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SAN FRANCISCO — Uber's board of directors voted on Tuesday for new measures that will reshape the company's power structure, stripping early investors, including ex-Chief Executive Travis Kalanick, of some of their influence.
In addition to the corporate governance changes, which will eventually see all shareholders receiving one vote per share of stock they own, regardless of the class, Uber also chose to move forward with an investment from the Japanese telecommunications firm SoftBank.
The decisions were made relatively quickly for a board that has at times been divided. Two new members, former Xerox Chief Executive Ursula Burns and former Merrill Lynch Chief Executive John Thain, joined the meeting Tuesday to round out the 11-member group.
"Today, after welcoming its new directors Ursula Burns and John Thain, the Board voted unanimously to move forward with the proposed investment by SoftBank and with governance changes that would strengthen its independence and ensure equality among all shareholders," Uber's board said in a statement. "SoftBank's interest is an incredible vote of confidence in Uber's business and long-term potential, and we look forward to finalizing the investment in the coming weeks."
In a statement issued by his representative, Kalanick said the board's unanimous vote marked "a major step forward in Uber's journey to becoming a world class public company."
"We approved moving forward with the Softbank transaction and reached unanimous agreement on a new governance framework that will serve Uber well," he said.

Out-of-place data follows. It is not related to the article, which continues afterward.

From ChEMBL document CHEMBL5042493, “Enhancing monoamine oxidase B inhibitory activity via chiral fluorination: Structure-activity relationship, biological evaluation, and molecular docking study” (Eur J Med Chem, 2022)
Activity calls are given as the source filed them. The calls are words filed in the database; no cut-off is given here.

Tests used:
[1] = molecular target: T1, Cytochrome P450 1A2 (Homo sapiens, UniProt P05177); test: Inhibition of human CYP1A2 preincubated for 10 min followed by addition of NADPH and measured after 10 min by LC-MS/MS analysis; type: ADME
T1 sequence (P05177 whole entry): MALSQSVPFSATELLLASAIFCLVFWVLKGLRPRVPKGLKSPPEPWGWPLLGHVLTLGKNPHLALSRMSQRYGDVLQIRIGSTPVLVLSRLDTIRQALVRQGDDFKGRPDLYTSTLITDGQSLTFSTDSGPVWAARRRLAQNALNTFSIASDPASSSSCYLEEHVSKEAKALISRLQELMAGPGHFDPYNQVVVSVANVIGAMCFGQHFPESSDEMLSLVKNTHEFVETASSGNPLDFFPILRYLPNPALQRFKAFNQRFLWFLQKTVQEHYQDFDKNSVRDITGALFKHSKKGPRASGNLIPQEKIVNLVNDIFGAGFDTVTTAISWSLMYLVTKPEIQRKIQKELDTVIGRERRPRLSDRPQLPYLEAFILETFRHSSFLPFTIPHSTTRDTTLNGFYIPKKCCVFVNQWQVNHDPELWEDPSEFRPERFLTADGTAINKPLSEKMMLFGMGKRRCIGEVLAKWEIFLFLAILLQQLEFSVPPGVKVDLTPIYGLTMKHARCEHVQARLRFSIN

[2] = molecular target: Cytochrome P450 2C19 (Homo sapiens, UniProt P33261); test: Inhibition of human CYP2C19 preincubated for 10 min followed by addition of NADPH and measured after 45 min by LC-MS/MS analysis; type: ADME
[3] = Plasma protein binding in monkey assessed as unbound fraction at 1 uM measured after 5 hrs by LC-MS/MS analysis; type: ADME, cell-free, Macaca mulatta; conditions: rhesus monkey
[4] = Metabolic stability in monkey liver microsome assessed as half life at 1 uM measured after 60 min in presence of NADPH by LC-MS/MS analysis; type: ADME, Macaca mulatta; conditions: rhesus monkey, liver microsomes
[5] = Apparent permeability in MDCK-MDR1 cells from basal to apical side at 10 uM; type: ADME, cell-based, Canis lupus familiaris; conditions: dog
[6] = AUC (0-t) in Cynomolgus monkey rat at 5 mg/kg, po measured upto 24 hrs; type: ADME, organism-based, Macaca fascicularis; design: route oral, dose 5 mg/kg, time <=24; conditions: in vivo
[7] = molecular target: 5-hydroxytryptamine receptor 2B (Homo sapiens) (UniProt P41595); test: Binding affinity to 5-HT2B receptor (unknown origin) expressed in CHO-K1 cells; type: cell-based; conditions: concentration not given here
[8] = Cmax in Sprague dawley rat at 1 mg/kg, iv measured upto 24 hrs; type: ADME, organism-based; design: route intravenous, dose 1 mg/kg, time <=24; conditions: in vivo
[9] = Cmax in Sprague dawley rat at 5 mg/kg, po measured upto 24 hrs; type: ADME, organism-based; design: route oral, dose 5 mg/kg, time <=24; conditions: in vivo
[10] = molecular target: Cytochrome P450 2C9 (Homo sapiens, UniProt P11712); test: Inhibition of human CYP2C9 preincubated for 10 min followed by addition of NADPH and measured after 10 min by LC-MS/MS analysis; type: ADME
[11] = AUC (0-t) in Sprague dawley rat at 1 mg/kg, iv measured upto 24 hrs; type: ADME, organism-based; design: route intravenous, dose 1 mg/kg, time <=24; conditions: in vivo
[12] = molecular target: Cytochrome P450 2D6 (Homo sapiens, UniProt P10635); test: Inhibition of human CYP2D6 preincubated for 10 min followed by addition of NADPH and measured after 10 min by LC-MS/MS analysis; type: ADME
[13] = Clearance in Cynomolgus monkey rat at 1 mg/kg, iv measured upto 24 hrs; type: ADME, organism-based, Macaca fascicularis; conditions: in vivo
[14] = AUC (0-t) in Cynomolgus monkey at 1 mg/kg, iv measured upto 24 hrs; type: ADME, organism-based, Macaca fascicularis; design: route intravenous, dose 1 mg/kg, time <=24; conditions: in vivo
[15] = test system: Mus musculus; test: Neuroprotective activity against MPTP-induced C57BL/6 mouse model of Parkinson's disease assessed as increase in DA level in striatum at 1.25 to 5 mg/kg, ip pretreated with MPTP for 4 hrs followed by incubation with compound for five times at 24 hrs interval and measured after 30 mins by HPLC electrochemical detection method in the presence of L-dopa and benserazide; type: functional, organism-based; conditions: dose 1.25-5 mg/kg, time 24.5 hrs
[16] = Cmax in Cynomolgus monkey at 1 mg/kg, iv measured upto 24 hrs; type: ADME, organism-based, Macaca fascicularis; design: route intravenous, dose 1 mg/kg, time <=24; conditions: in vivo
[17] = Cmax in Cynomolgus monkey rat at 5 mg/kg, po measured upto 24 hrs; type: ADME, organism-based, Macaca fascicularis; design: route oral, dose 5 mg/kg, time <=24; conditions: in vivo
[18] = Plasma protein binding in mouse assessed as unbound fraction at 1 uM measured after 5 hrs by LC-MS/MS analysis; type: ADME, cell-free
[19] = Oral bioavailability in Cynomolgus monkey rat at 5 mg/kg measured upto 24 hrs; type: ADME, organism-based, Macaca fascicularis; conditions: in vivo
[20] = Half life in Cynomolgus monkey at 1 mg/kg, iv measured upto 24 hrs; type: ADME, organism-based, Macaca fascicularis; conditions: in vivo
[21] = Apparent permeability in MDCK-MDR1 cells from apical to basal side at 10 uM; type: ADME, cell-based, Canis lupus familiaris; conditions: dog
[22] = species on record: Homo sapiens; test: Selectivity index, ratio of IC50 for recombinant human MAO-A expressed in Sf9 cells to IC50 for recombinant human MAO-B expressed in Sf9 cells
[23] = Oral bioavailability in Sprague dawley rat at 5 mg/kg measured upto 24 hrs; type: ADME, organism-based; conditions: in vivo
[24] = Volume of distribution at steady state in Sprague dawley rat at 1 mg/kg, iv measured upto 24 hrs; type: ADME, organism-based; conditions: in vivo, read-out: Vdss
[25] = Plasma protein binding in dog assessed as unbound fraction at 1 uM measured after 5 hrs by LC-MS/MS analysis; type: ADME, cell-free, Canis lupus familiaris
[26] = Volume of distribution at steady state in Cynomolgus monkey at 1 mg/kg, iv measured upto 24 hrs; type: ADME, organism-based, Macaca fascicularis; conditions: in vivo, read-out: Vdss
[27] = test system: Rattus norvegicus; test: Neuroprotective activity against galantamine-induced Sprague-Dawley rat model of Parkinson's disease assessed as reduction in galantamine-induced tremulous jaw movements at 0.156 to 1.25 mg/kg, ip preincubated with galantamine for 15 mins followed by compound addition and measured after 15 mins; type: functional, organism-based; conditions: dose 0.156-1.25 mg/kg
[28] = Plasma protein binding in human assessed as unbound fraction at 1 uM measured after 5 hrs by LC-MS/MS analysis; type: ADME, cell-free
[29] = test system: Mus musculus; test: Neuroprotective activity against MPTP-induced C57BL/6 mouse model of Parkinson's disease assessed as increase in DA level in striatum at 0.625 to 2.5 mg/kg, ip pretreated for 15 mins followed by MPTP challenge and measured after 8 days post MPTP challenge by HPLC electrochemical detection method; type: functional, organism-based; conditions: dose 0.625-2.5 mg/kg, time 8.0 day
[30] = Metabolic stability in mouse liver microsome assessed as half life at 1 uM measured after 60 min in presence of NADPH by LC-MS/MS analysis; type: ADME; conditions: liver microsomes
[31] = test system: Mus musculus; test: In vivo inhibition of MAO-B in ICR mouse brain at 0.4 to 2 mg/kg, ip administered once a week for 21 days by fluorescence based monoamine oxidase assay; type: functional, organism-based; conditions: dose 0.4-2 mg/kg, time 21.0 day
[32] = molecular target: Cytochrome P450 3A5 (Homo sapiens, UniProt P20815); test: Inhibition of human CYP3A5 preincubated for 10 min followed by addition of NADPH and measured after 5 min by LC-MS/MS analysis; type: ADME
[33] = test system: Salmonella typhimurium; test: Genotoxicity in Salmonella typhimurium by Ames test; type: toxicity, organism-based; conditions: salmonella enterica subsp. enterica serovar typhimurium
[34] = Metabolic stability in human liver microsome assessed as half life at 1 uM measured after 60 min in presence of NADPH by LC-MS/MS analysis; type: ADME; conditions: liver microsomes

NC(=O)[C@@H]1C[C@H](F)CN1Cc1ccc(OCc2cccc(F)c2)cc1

Last week, in an unexpected move, Kalanick used his right to fill two vacant board seats with Burns and Thain.
The two new appointments came as a "complete surprise" to Uber and the board of directors, and were a "highly unusual" move, according to an internal letter from new Chief Executive Dara Khosrowshahi to employees obtained by Recode.
"That is precisely why we are working to put in place world-class governance to ensure that we are building a company every employee and shareholder can be proud of," Uber said in a statement.
Kalanick's right to fill those seats is being challenged in a lawsuit filed by Benchmark, an early investor that owns 13 percent of Uber. Benchmark, which wants Kalanick off the board, alleges that he "fraudulently" obtained the power in 2016 to name three additional members to the company's board of directors. After Kalanick resigned in June, he appointed himself to one of those seats.
A source familiar with Kalanick's thinking said he didn't intend to fill the seats until the legal matter, which is in arbitration, was completed. However, after corporate governance proposals were presented last week, he decided to exercise his right to appoint Burns and Thain.
Benchmark said it never would have granted Kalanick control over the additional seats had it been aware of the "gross mismanagement of Uber and several other significant matters," according to the complaint.
The board meeting comes as Uber's new chief executive met with a London transport official, trying to persuade the city to reverse a decision to not renew Uber's license.
Transport for London said in a statement last month that "Uber's approach and conduct demonstrate a lack of corporate responsibility in relation to a number of issues which have potential public safety and security implications."
In London, Khosrowshahi, who apologized last month for the company's mistakes, struck a hopeful tone that Uber and London could strike a deal.
After meeting with the transport commissioner, Khosrowshahi also spent time speaking with drivers who rely on Uber to make their livings. As Uber goes through the appeals process, the company's 40,000 drivers will be able to continue operating in the city.
The meeting also came as Jo Bertram, head of Uber's Northern Europe markets, announced that she is leaving the company. Her departure wasn't related to the London license issue, according to reports.